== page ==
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ANDREW PIERCE: What about Europe values now, Hezza? 

ANDREW PIERCE: What about Europe values now, Hezza?

As President of the European Movement UK, the former Tory Deputy Prime Minister Lord Heseltine already seems to be campaigning for Britain to re-enter the EU.

In a message last week to supporters, who include Lord Adonis, the former Labour Education Secretary, and Stephen Dorrell, who was a Tory Health Secretary, the European Movement declared: ‘Now that we have left the EU, the Government has choices to make about what kind of country we want to be. 

‘Does Boris Johnson want us to live in a country in which working people are valued? Let’s keep up the pressure to protect the European values we hold dear.’

It was exactly 24 hours later that the EU showed the ‘values it holds dear’ by announcing it planned to impound life-saving Covid vaccines which were destined for Northern Ireland. 

As for Heseltine and the European Movement, their latest missive — which came across my desk yesterday — does not even mention the vaccine fiasco but bangs on about ‘building back what we lost’.

Bring back Reagan and Mrs T 

Most actresses who play Margaret Thatcher, whether it’s Meryl Streep or Lindsay Duncan, insist on denouncing the woman and her politics before taking a fat cheque to portray her on screen.

Not so Lesley-Anne Down, 66, who is playing Mrs T in a film about U.S. President Ronald Reagan. 

Lesley Anne was not among those who play Margaret Thatcher to denounce the woman

The 66-year-old plays Mrs T in a film and admits she now believes Britain's first female Prime Minister was 'a genius'

Lesley Anne Down in Upstairs, Downstairs (left) and as Mrs T (right)

The star of hit 1970s TV drama Upstairs, Downstairs, who is now based in America, admitted in the 1980s she disliked Britain’s first woman PM. 

‘I was a stupid Leftie with my vapid brain twisted by ridiculousness which affects so many young people even today,’ she said.

‘But in retrospect, I think the woman was wonderful and a genius. In fact, when I was working on the movie Reagan, I said: “Wouldn’t it be lovely if Ronnie and Maggie were running the world now!” ’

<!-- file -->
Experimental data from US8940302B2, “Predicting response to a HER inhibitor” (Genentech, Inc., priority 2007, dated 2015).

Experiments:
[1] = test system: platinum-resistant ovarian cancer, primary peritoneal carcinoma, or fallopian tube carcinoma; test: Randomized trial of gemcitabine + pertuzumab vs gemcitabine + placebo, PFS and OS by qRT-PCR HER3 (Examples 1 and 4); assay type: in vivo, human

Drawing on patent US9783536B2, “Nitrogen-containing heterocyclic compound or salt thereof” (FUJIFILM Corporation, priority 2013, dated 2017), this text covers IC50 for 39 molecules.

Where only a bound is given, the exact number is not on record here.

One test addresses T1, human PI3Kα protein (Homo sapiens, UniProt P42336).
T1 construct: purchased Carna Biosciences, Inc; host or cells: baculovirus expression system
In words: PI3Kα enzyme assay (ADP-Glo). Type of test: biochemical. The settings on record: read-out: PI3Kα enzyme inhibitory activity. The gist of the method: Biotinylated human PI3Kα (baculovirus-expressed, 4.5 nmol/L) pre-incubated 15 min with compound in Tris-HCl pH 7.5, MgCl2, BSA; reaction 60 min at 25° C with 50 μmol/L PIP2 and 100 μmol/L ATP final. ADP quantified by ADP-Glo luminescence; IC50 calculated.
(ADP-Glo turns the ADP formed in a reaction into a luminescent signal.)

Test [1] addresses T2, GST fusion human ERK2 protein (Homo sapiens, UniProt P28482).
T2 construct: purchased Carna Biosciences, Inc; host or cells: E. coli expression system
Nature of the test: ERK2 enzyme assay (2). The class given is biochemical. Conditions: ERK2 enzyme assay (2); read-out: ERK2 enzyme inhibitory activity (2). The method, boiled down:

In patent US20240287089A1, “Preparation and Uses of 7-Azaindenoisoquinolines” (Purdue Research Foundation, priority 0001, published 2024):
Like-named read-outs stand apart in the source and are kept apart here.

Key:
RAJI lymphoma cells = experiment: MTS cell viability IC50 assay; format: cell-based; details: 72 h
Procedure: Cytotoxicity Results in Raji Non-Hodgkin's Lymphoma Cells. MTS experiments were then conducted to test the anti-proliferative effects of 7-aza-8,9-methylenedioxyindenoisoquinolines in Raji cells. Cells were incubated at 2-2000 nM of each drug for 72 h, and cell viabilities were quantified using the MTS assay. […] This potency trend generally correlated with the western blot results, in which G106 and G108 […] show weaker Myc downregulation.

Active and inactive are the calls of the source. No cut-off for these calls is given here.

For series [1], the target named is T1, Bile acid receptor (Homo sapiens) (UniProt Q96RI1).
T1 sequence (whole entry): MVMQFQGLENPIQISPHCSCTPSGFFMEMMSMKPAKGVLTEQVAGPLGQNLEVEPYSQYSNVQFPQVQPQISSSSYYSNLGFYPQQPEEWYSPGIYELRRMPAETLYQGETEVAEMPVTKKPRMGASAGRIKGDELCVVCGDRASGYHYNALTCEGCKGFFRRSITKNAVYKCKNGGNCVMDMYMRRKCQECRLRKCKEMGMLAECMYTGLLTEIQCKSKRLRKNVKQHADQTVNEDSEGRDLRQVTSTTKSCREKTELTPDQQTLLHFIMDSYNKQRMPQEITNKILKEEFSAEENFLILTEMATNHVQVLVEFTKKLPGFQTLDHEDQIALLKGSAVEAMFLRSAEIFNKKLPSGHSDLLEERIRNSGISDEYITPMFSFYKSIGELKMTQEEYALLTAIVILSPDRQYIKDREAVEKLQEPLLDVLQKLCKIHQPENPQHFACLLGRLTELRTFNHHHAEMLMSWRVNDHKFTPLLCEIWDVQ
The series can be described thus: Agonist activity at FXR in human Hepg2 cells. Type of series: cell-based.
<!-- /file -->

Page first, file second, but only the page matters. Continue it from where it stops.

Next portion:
Day Benn scored an own goal 

Long before the endless wrangles over Brexit, Labour’s Hilary Benn learned the importance of remaining.

The long-term Spurs fan, who chaired the Brexit select committee, walked three miles in driving rain to watch his team play Chelsea at Stamford Bridge in 1970. In the 89th minute, with the rain still lashing down and the game looking like a dreary goalless draw, Benn decided enough was enough.

He told the Political Party podcast: ‘I walked all the way home, soaking wet, and turned on the telly.’ He was just in time for the football results:

Chelsea 0 Tottenham 2.

Labour’s Lord Grocott last week denounced Boris Johnson for creating 61 new peers since he became Prime Minister in July 2019. 

‘It brings our total membership to 833. If we continue at this rate, by the end of a five-year Parliament there could be close to 1,000 Peers.’

As an MP, Grocott was Tony Blair’s parliamentary private secretary when he created more than 200 peers.

Quote of the week: The redoubtable Ann Widdecombe, a former Brexit Party MEP, said: ‘Even the German newspaper Die Zeit in a front-page editorial described the debacle as the best advertisement for Brexit — which is like The Guardian saying vote Tory.’

The perils of working from home. 

Cabinet Office Minister Michael Gove had to break off from jousting with LBC’s Nick Ferrari. 

‘Sorry my cat has just . . . the cat is actually behind the laptop and is about to knock it over.’

In the chaos that followed Gove reappeared in front of the repositioned laptop — at which point Ferrari said: ‘I am staring at your midriff, Mr Gove. 

‘It’s a bit early for that.’ 


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